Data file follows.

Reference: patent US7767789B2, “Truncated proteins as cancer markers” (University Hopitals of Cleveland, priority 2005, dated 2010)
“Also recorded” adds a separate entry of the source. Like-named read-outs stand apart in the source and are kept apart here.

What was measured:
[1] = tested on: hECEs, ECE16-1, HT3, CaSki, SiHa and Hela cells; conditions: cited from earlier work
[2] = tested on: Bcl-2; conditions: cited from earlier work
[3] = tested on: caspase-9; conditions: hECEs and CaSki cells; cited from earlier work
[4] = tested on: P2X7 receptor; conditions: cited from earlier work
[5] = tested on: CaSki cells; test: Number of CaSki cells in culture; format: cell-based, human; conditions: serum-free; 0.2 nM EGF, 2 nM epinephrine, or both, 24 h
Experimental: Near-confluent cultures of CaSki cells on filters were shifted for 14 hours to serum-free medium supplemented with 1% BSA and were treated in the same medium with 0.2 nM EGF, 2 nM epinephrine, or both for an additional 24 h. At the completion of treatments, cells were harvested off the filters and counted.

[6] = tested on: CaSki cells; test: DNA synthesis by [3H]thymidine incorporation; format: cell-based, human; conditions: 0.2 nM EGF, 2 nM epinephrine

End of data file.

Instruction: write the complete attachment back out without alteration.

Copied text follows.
Reference: patent US7767789B2, “Truncated proteins as cancer markers” (University Hopitals of Cleveland, priority 2005, dated 2010)
“Also recorded” adds a separate entry of the source. Like-named read-outs stand apart in the source and are kept apart here.

What was measured:
[1] = tested on: hECEs, ECE16-1, HT3, CaSki, SiHa and Hela cells; conditions: cited from earlier work
[2] = tested on: Bcl-2; conditions: cited from earlier work
[3] = tested on: caspase-9; conditions: hECEs and CaSki cells; cited from earlier work
[4] = tested on: P2X7 receptor; conditions: cited from earlier work
[5] = tested on: CaSki cells; test: Number of CaSki cells in culture; format: cell-based, human; conditions: serum-free; 0.2 nM EGF, 2 nM epinephrine, or both, 24 h
Experimental: Near-confluent cultures of CaSki cells on filters were shifted for 14 hours to serum-free medium supplemented with 1% BSA and were treated in the same medium with 0.2 nM EGF, 2 nM epinephrine, or both for an additional 24 h. At the completion of treatments, cells were harvested off the filters and counted.

[6] = tested on: CaSki cells; test: DNA synthesis by [3H]thymidine incorporation; format: cell-based, human; conditions: 0.2 nM EGF, 2 nM epinephrine